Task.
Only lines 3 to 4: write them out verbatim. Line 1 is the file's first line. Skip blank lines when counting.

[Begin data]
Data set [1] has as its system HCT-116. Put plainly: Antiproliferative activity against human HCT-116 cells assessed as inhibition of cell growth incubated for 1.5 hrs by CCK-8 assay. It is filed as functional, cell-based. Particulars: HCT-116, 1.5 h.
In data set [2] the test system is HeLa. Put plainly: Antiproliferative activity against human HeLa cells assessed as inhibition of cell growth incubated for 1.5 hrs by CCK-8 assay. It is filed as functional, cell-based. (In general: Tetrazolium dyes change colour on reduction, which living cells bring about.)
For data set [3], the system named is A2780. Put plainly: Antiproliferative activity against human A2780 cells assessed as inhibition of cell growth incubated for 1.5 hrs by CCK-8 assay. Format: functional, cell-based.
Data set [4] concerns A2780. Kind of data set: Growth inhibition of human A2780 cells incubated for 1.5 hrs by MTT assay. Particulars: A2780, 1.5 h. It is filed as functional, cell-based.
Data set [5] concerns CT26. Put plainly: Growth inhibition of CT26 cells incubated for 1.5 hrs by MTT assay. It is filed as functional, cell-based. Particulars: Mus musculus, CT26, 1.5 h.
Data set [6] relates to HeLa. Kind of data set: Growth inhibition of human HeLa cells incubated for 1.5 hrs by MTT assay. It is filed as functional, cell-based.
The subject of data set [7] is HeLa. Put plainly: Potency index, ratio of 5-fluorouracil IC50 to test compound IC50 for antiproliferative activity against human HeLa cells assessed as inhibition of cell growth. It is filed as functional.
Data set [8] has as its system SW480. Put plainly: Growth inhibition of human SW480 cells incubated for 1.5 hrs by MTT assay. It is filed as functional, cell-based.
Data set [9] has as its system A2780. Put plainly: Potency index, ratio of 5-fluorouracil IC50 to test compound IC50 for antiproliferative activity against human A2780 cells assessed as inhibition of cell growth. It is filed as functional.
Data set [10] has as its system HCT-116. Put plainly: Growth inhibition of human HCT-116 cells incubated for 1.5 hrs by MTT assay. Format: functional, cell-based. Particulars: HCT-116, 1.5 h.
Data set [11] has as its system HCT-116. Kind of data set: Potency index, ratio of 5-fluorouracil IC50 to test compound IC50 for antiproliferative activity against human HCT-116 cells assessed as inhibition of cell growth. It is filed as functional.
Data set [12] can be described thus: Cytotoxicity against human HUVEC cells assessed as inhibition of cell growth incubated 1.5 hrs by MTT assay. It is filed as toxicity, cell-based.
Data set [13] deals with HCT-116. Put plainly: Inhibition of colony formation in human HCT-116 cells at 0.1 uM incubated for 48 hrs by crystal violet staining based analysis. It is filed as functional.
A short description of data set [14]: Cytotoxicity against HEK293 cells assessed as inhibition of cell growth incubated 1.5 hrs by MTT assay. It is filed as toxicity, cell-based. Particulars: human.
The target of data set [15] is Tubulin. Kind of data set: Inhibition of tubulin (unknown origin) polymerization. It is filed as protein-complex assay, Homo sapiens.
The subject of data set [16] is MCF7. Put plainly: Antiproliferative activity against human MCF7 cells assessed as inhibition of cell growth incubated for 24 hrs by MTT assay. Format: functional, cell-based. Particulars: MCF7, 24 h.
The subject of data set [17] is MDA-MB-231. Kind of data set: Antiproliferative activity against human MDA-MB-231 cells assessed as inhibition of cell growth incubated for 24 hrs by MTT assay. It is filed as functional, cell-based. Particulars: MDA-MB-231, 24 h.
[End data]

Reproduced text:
For data set [3], the system named is A2780. Put plainly: Antiproliferative activity against human A2780 cells assessed as inhibition of cell growth incubated for 1.5 hrs by CCK-8 assay. Format: functional, cell-based.
Data set [4] concerns A2780. Kind of data set: Growth inhibition of human A2780 cells incubated for 1.5 hrs by MTT assay. Particulars: A2780, 1.5 h. It is filed as functional, cell-based.